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Multiple investors are suing an insurance and financial services firm in Boca Raton, saying the company failed to keep its promise to pay out millions of dollars when their investments matured.
Seniors who believed they would earn interest as high as 8% annually invested between $100,000 and $10 million in promissory notes purchased from National Senior Insurance Inc. and several affiliates, said Scott L. Silver, a Coral Springs attorney representing plaintiffs in three cases.
“It was a substantial part of their net worth,” Silver said. “What makes this case so horrible is we’re talking about senior citizens who have lost their life savings.”
Lawsuits filed against the company, which does business as Seeman Holtz, include a May 5 complaint filed in Palm Beach Circuit Court by eight investors and a proposed class action suit filed by Silver on June 7 in U.S. District Court in Fort Lauderdale on behalf of Fanny Millstein, 76.
The investors, mostly seniors, say they purchased investment securities from Seeman Holtz and its affiliates that were reportedly backed by life insurance policies owned by the company, the suits state.
The suits name Seeman Holtz founders Marshal Seeman and Eric Holtz as co-defendants.
Five days after Millstein’s suit was filed, Eric Holtz, 54, committed suicide in California, BocaNewsNow reported.
In a statement Tuesday, a Seeman Holtz spokesman said the company “mourns this tragic loss and sends our love and deepest sympathy to Holtz’ wife, children and grandchildren.
The statement said “there is no indication that Eric’s passing is in any way related to this filing.”
Typically, it’s hedge funds and institutional investors, and not individuals, that invest in life insurance securities, Silver said. “Say someone with a terminal illness and a $1 million policy doesn’t need life insurance or needs money to live, and their only asset is their life insurance policy. They can sell that $1 million policy to someone like Seeman Holtz for $600,000.”
The purchaser then agrees to pay the remaining premiums on that policy with money from investors like the elderly plaintiffs. So Seeman Holtz or a company like it would pay the investors $150,000 in interest, for a total investment of $750,000, and then earn $250,000 when it collects on the policy after the original policyholder dies.
Holders of the promissory notes would then get back all of the money they invested.
“When done right, it’s complex and risky. When done wrong, it can be downright toxic,” Silver said. “Here, it appears to have spiraled out of control.”
Millstein’s suit say the promissory notes were issued by several companies controlled by Marshal Seeman and Eric Holtz, including Georgia-based Para Longevity Holdings VI LLC and Emerald Asset Holdings LLC.
But the Seeman Holtz spokesman clarified in an email that Seeman Holtz itself “did not issue nor offer the notes described in the suit.”
“The independent companies that issued and offered the notes are not owned by Seeman Holtz and they are the entities named in the lawsuit. Seeman Holtz does not own an interest in these independent companies. Additionally, there is collateral to back these notes and the management of the independent companies is working to address any investor concerns,” the spokesman said.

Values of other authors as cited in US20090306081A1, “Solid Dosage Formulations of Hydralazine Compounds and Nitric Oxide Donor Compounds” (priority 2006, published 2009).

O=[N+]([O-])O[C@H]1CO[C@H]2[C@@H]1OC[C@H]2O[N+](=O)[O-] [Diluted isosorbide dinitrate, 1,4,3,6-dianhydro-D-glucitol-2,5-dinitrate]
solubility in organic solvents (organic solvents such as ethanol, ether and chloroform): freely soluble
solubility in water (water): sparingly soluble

Millstein claims she and her husband lost $226,000. Her suit accuses the defendants of committing securities fraud and participating in a criminal enterprise in violation of Florida’s Racketeer Influenced and Corrupt Organizations Act, or RICO.
Agents who sold the promissory notes told the investors that the insurance policy assets were protected because they were held by a collateral agent, Millstein’s suit says.
“In reality, no collateral agent existed and Seeman Holtz commingled all of the policies in the name of, and for the benefit of, Seeman Holtz Property and Casualty,” the suit states. When it came time to redeem her investment, Millstein was told “that the firm was undergoing financial problems,” the suit says.
Loss of the money “has been devastating” for Millstein, the suit claims, adding, “At age 76, [she] should not be forced to contemplate that her and her husband’s life savings invested with Seeman Holtz have vanished.”
The lawsuits accuse Seeman Holtz of selling securities despite not being registered as a broker with either the state of Florida, the U.S. Securities and Exchange Commission or the Financial Industry Regulatory Authority. The agency used a network of “unregistered financial advisors or dealers” who misrepresented that the instruments were safe, secure and backed by a portfolio of safe and secure life insurance policies.
In reality, the collateral agent, Coral Gables Title and Escrow, was dissolved in 2015, and the affiliates that sold the notes either had no collateral or had so little money that its claims were “meaningless,” Millstein’s suit says.
When investors sought to cash out their notes, Seeman Holtz told them the agency lacked “liquidity” and needed additional time because it was on the verge of “recapitalizing its affiliated property and casualty business in order to obtain the necessary liquidity of the redemptions,” which never happened, the suit said.
The suit filed in Palm Beach County by West Palm Beach-based Pike & Lustig LLP on behalf of eight investors lists 16 notes purchased for $1.39 million between 2014 and 2019 that were scheduled to be redeemable between 2019 and 2024.
Silver said his firm has been in contact with at least 100 potential class members who say they invested more than $100 million.